‘Finding Home’ through oil painting


Second part of shared exhibit at ART123

The Sun ran a story on a shared exhibit at the ART123 gallery in its Oct. 16 issue. After learning about one medium and subject in one exhibit, the gallery chose to inform visitors of more techniques through the second part of that exhibit, entitled Finding Home.

In Finding Home, painter Dana Aldis captures the Gallup landscape and the various textures, characters and charm she has found there. Aldis has been exploring the region’s back roads for unfamiliar vistas and to document abandoned buildings, historic mine shafts, and more hidden gems which reveal the complexity of the landscape’s beauty.

Gallup Arts Executive Director Rose Eason hosted a virtual artist talk with Aldis on Oct. 20 about the exhibit, which runs through Nov. 7.


Aldis showed viewers of the virtual talk several of her paintings on display at ART123, the first of which was of a decrepit building on Highway 264 between Window Rock and Gallup. She said she heard some people call the building the “Old Gentleman’s Club.” The painting was posted for a show last year, and one viewer at the time commented that the building was an eyesore.

But Aldis did not agree with this viewpoint.

“And I thought, ‘well that depends on how you look at it,’” Aldis said. “It’s something we can consider as a work that changes and evolves over time. One day, the structure will eventually be gone, so this [painting] is a way to document something that is visible through our eyes, and to view it as a conceptual art piece.”

The second piece Aldis shared was called Hogan on the Range, which showed a lone hogan off the beaten path that Aldis saw when she was driving a friend to Mariano Lake last year. The pair drove closer to the hogan and found no one lived there.

“This is one of the quintessential structures we can see out here,” Aldis said. “The hogan is one of the more traditional ways of living here.”

She noted even though the structure, as her friend pointed out, was not actually a hogan because it had a porch, Aldis was still intent on painting it.

What struck her about the home was the juxtaposition between it and the rocks that were visible behind it. That juxtaposition also existed with the Old Gentleman’s Club, she added.

“I just thought it was so interesting to see two things that work quite well together [be close to each other],” she said.


Aldis said she aims to work on multiple sets of paintings at a time, each with different subjects and settings. Several paintings she showed also had various buildings in states of decay across the terrain.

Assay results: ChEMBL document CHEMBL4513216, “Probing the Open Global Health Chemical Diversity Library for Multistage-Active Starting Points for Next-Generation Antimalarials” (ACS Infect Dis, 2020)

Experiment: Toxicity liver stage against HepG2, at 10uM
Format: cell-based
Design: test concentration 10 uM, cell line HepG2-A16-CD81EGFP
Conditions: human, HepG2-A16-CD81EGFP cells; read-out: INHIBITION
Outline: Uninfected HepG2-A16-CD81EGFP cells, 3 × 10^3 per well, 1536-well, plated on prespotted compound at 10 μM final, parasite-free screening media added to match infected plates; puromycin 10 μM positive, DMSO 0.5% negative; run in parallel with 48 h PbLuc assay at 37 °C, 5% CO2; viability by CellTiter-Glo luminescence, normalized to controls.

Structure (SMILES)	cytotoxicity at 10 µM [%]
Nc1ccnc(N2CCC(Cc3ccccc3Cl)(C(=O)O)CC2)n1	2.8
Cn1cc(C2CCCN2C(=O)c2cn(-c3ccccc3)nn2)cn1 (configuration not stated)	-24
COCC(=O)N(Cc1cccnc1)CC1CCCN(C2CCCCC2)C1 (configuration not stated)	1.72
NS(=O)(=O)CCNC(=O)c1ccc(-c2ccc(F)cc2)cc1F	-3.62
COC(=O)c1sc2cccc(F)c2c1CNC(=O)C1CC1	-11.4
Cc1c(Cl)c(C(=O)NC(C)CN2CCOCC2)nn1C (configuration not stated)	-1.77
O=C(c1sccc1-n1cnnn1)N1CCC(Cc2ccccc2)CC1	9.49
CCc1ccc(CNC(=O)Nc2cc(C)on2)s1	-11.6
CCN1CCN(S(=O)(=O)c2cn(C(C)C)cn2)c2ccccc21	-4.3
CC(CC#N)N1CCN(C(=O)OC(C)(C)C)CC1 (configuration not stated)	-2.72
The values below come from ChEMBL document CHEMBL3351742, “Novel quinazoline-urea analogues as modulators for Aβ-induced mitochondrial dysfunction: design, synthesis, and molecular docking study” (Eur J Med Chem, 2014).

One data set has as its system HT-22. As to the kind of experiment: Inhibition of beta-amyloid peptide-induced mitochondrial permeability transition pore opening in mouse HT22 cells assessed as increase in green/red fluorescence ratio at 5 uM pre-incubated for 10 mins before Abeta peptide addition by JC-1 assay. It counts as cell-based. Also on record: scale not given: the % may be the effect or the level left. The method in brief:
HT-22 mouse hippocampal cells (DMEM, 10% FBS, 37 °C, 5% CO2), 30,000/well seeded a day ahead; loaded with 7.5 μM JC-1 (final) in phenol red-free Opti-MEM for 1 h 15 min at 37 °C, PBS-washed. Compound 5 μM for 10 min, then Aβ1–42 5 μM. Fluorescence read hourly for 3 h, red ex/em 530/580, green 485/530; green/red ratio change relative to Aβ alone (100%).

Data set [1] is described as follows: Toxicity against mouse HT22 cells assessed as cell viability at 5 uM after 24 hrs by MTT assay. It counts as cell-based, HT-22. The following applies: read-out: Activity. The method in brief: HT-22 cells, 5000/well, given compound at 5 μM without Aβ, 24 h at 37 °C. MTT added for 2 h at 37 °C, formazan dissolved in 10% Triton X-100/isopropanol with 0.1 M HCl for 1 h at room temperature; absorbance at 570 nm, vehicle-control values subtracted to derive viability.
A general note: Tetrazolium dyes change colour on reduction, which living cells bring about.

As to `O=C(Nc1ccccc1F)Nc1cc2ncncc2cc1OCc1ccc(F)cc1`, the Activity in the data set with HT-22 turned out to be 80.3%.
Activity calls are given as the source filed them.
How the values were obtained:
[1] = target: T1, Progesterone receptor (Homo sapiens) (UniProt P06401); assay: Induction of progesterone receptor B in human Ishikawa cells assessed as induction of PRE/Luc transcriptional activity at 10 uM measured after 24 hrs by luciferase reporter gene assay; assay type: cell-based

“I wanted to showcase a variety of relics, which all have that juxtaposition of a manmade structure against nature,” she said. “Nature is functioning as, what we call in art, the sublime, which is the idea that nature is this fantastic thing that is so big and grand, but can kill you at the same time.”

The idea that nature is reclaiming the land where these structures were made fascinates Aldis, which she calls a beautiful harshness.

That theme carries into a set of tree portraits that Aldis showed off.

“These paintings are based on shrub junipers that are beaten up by the weather and winds, and yet they’re resilient,” she said. “It’s a metaphor about the culture out here, which is they’re strong, they have deep roots, and they manage to bend and still survive.”

The last painting Aldis shared was a larger piece of several chickens, which she said is not technically finished, but is a study of her skills and figuring out her next move.

“What I like to do with paintings is have a reference photograph, and then I paint it,” Aldis said, adding it is quick and dirty.

But the large chicken portrait required several photos for each chicken and the background.

“It’s trying to encompass a bunch of different elements that make up my life in New Mexico versus just my observations in New Mexico,” Aldis said.

A question viewers might have about the painting, Aldis noted, is “Why chickens?” She said she has a friend who had a dozen chickens she got to meet, and noted one that was always by itself. Her friend said the chicken was named Henrietta, and she had come from a different flock and so was not keen on gathering with the others.

“The lone chicken against a group that usually stays together was an interesting idea,” she said.

Unfortunately, that would be the only time she saw her friend’s chickens as most of them were killed some time later by a pack of dogs.

“This painting was something I’d been thinking about for a long time, making a monumental painting about a chicken who stood on her own,” Aldis said.

Aldis also touched on the subject of the Southwest in her paintings, and how the environments can be more striking than a viewer may think at first glance. She mentioned how parts of the United States are known for terrain like forests and large fields, but then the various desert landscapes of the Southwest are unique in their own way.

“The Pacific Northwest and east coast, you think about them and it’s all green. What we have in the Southwest is the other side of the balance, the red rocks and various browns. You may think it takes an artist’s eye to see the colors, but it actually takes just a moment of looking. You’ll see there are all kinds of browns and greens [out here], and it is really worth visiting and looking at,” Aldis said.

ART123 is open by appointment Tuesday through Saturday from 1 - 5 pm each day. Call (505) 488-2136 to schedule.

To see more of Dana Aldis’ work, visit https://www.instagram.com/danaaldisstudio/.

By Cody Begaye
Sun Correspondent